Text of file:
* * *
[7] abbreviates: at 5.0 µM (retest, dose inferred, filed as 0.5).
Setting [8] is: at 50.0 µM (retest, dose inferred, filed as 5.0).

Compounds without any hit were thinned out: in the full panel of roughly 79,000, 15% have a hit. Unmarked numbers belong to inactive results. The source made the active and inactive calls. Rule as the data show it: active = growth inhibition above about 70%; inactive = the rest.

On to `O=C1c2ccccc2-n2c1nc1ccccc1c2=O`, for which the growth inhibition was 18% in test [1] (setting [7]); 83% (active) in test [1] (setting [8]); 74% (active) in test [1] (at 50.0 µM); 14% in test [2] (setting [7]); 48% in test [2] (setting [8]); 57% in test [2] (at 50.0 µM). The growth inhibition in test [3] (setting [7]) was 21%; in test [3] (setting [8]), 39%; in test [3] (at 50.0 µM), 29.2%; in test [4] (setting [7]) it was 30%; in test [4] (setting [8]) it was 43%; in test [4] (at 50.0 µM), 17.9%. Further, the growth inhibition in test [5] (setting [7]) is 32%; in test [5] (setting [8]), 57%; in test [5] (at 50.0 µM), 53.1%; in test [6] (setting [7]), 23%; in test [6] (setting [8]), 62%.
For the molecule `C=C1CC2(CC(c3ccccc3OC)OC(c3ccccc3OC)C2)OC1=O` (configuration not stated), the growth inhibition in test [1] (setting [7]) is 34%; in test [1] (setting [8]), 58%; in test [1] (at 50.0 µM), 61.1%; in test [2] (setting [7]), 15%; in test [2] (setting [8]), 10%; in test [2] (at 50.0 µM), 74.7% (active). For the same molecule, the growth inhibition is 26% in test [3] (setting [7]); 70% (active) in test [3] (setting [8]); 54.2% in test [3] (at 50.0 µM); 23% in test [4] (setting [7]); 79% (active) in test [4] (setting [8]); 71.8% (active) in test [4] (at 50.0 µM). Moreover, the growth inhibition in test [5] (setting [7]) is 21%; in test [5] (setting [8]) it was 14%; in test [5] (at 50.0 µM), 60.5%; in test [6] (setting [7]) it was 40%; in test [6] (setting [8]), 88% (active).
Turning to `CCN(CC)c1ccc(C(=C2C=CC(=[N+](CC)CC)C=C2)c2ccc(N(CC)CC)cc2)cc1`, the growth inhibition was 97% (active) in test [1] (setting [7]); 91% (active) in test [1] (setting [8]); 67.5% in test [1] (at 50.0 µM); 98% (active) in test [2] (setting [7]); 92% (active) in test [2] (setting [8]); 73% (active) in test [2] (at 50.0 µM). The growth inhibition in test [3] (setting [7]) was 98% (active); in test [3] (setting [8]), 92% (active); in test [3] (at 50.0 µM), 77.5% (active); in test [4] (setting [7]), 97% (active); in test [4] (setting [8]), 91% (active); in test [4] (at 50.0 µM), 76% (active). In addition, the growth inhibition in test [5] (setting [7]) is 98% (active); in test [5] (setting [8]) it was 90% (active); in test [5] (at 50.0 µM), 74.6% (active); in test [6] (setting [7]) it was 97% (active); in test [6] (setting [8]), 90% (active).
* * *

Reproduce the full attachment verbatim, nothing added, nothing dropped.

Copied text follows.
[7] abbreviates: at 5.0 µM (retest, dose inferred, filed as 0.5).
Setting [8] is: at 50.0 µM (retest, dose inferred, filed as 5.0).

Compounds without any hit were thinned out: in the full panel of roughly 79,000, 15% have a hit. Unmarked numbers belong to inactive results. The source made the active and inactive calls. Rule as the data show it: active = growth inhibition above about 70%; inactive = the rest.

On to `O=C1c2ccccc2-n2c1nc1ccccc1c2=O`, for which the growth inhibition was 18% in test [1] (setting [7]); 83% (active) in test [1] (setting [8]); 74% (active) in test [1] (at 50.0 µM); 14% in test [2] (setting [7]); 48% in test [2] (setting [8]); 57% in test [2] (at 50.0 µM). The growth inhibition in test [3] (setting [7]) was 21%; in test [3] (setting [8]), 39%; in test [3] (at 50.0 µM), 29.2%; in test [4] (setting [7]) it was 30%; in test [4] (setting [8]) it was 43%; in test [4] (at 50.0 µM), 17.9%. Further, the growth inhibition in test [5] (setting [7]) is 32%; in test [5] (setting [8]), 57%; in test [5] (at 50.0 µM), 53.1%; in test [6] (setting [7]), 23%; in test [6] (setting [8]), 62%.
For the molecule `C=C1CC2(CC(c3ccccc3OC)OC(c3ccccc3OC)C2)OC1=O` (configuration not stated), the growth inhibition in test [1] (setting [7]) is 34%; in test [1] (setting [8]), 58%; in test [1] (at 50.0 µM), 61.1%; in test [2] (setting [7]), 15%; in test [2] (setting [8]), 10%; in test [2] (at 50.0 µM), 74.7% (active). For the same molecule, the growth inhibition is 26% in test [3] (setting [7]); 70% (active) in test [3] (setting [8]); 54.2% in test [3] (at 50.0 µM); 23% in test [4] (setting [7]); 79% (active) in test [4] (setting [8]); 71.8% (active) in test [4] (at 50.0 µM). Moreover, the growth inhibition in test [5] (setting [7]) is 21%; in test [5] (setting [8]) it was 14%; in test [5] (at 50.0 µM), 60.5%; in test [6] (setting [7]) it was 40%; in test [6] (setting [8]), 88% (active).
Turning to `CCN(CC)c1ccc(C(=C2C=CC(=[N+](CC)CC)C=C2)c2ccc(N(CC)CC)cc2)cc1`, the growth inhibition was 97% (active) in test [1] (setting [7]); 91% (active) in test [1] (setting [8]); 67.5% in test [1] (at 50.0 µM); 98% (active) in test [2] (setting [7]); 92% (active) in test [2] (setting [8]); 73% (active) in test [2] (at 50.0 µM). The growth inhibition in test [3] (setting [7]) was 98% (active); in test [3] (setting [8]), 92% (active); in test [3] (at 50.0 µM), 77.5% (active); in test [4] (setting [7]), 97% (active); in test [4] (setting [8]), 91% (active); in test [4] (at 50.0 µM), 76% (active). In addition, the growth inhibition in test [5] (setting [7]) is 98% (active); in test [5] (setting [8]) it was 90% (active); in test [5] (at 50.0 µM), 74.6% (active); in test [6] (setting [7]) it was 97% (active); in test [6] (setting [8]), 90% (active).